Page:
A well-known Australian entertainer arrested in Britain over sex abuse allegations has been publicly named for the first time as Rolf Harris, by British newspaper The Sun.
The Rupert Murdoch-owned tabloid reported that 83-year-old Harris was arrested and questioned over historic sex abuse allegations by police investigating former BBC star Jimmy Savile. Harris has not been charged with any offence.
Until now, Harris' name has not been published by mainstream media organisations, who have referred to him as a well-known Australian entertainer from Berkshire. That is despite some bloggers and social media users publicly naming Harris.
Fairfax Media has not been able to independently confirm the arrested man's identity.
The Sun, the sister paper to the now defunct and discredited News of the World, reported that Harris was arrested on March 28, two days before his 83rd birthday, over alleged offences not linked to TV presenter Savile. Police have revealed that Savile, who died in 2011, abused hundreds of children and women over a 54-year period.
Police first raided Harris' Berkshire home on November 24 last year, but he was not at home, The Sun said. He was interviewed under caution on November 29 after attending a South London police premises by appointment.
After The Sun published the story, the news was reported by Sky News Australia.
Harris has performed several gigs and appeared on television since emerging as a suspect, The Sun reported. It is understood Harris vehemently denies any wrongdoing.
Scotland Yard has not publicly named the Australian entertainer.
At the time of the arrest on March 28, a Scotland Yard spokesman said a pensioner from Berkshire, west of London, was one of 11 people arrested so far under Operation Yewtree, which is investigating people linked to Savile.
The spokesman said there were three categories of people subject to the investigation: Savile himself, people close to the presenter and "others".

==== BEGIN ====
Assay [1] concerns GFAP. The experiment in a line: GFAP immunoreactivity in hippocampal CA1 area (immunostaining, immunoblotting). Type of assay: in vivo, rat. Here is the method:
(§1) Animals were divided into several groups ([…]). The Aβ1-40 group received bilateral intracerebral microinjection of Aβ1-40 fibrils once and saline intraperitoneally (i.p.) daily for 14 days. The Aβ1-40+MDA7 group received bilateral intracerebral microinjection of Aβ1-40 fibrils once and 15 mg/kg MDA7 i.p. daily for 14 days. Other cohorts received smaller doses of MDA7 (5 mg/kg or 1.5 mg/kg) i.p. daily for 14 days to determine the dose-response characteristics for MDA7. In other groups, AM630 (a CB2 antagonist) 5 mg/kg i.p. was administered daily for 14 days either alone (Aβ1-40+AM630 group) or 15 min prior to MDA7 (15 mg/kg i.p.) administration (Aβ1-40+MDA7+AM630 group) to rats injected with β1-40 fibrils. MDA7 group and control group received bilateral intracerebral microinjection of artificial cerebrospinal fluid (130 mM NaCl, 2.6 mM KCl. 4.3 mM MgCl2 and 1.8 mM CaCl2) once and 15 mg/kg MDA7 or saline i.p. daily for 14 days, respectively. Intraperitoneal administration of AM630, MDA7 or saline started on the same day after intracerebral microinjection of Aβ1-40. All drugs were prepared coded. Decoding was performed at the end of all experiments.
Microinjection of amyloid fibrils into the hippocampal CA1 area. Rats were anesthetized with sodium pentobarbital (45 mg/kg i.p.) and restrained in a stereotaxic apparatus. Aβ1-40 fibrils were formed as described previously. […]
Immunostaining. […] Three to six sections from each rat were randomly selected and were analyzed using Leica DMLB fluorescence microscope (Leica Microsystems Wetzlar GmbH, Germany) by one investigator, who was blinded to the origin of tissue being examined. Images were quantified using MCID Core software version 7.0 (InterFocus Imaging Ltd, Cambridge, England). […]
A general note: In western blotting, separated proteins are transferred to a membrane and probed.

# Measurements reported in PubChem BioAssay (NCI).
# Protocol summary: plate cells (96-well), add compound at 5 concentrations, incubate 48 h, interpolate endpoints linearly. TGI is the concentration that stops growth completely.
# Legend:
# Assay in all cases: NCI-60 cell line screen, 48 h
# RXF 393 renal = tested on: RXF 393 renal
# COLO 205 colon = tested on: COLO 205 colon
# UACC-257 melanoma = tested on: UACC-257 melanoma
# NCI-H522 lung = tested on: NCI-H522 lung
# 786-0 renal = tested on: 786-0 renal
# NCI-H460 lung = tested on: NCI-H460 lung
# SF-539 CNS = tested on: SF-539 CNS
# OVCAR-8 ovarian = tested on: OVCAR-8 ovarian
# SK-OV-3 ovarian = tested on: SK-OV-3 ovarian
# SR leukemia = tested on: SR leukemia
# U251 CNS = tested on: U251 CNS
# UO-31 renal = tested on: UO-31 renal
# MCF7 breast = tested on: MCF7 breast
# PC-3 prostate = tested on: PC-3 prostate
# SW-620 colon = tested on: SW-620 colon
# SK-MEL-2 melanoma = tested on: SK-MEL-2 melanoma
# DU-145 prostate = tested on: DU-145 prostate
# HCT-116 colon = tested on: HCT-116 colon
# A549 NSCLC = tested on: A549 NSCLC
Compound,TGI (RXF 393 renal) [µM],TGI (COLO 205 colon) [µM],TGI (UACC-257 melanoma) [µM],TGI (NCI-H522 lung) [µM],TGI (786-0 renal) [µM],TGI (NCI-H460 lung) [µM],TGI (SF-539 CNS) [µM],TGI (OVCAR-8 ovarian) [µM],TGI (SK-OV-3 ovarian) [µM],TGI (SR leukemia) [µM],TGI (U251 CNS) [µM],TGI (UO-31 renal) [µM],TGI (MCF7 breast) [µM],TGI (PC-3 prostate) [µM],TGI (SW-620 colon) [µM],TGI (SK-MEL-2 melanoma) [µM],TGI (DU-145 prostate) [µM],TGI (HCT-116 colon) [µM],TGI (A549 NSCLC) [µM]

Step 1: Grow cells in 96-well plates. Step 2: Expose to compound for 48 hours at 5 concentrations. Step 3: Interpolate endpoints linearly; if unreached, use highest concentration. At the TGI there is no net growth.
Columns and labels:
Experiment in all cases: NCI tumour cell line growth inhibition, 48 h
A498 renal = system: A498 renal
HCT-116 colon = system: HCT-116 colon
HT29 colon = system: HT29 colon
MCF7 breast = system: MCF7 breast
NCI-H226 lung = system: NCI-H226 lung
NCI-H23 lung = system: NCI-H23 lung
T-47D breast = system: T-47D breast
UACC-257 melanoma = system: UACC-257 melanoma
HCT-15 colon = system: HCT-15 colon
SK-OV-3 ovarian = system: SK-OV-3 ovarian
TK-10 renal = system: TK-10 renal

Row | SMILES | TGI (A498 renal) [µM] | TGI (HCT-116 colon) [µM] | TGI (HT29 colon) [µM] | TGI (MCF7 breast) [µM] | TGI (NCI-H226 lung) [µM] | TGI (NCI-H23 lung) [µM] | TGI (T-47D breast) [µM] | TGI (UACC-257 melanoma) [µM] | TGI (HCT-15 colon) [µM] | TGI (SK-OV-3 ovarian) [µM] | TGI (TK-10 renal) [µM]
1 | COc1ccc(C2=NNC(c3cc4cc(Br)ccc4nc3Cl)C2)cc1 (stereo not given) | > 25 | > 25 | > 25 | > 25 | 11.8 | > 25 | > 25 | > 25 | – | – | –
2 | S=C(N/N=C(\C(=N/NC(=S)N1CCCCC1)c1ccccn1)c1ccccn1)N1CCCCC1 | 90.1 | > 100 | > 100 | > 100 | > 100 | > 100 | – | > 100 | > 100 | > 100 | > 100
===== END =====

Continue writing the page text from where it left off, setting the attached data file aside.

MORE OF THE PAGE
The then 82-year-old was in the last category which "is generally people who were in the public spotlight at around that time", the spokesman said.
Police stressed that last month's arrest was not connected to the specific allegations made against Savile.
The arrested man was bailed to a date in May, pending further inquiries.
Harris, a veteran artist, musician and entertainer, has been a regular fixture on television screens since he signed with the BBC in 1953. His musical hits include Tie Me Kangaroo Down, Sport, in which he played a wobble board instrument, Jake The Peg and Two Little Boys.
Generations of Britons grew up watching Harris' work, which includes Rolf's Cartoon Club, Rolf on Art, and Animal Hospital.
In 2005, he was commissioned by the BBC to paint a portrait of the Queen to celebrate her 80th birthday. The accompanying programme, The Queen by Rolf, was watched by an audience of nearly 7 million.
Savile was a hugely popular but eccentric figure, famed for his shock of white hair, tracksuits and chunky gold jewellery, but since his death his reputation has been destroyed by revelations that he abused hundreds of children and women.
He preyed on 450 victims, aged between eight and 47, during his career. Almost a fifth of his victims were boys.
British police said earlier this year in a report into his activities that Savile "groomed the nation" over six decades, hiding behind his fame to assault girls, boys and adult women on BBC premises and in schools and hospitals.
The public broadcaster made Savile one of its biggest stars in the 1970s and 1980s as presenter of BBC TV's Top of the Pops chart show and children's program Jim'll Fix It.
- Sydney Morning Herald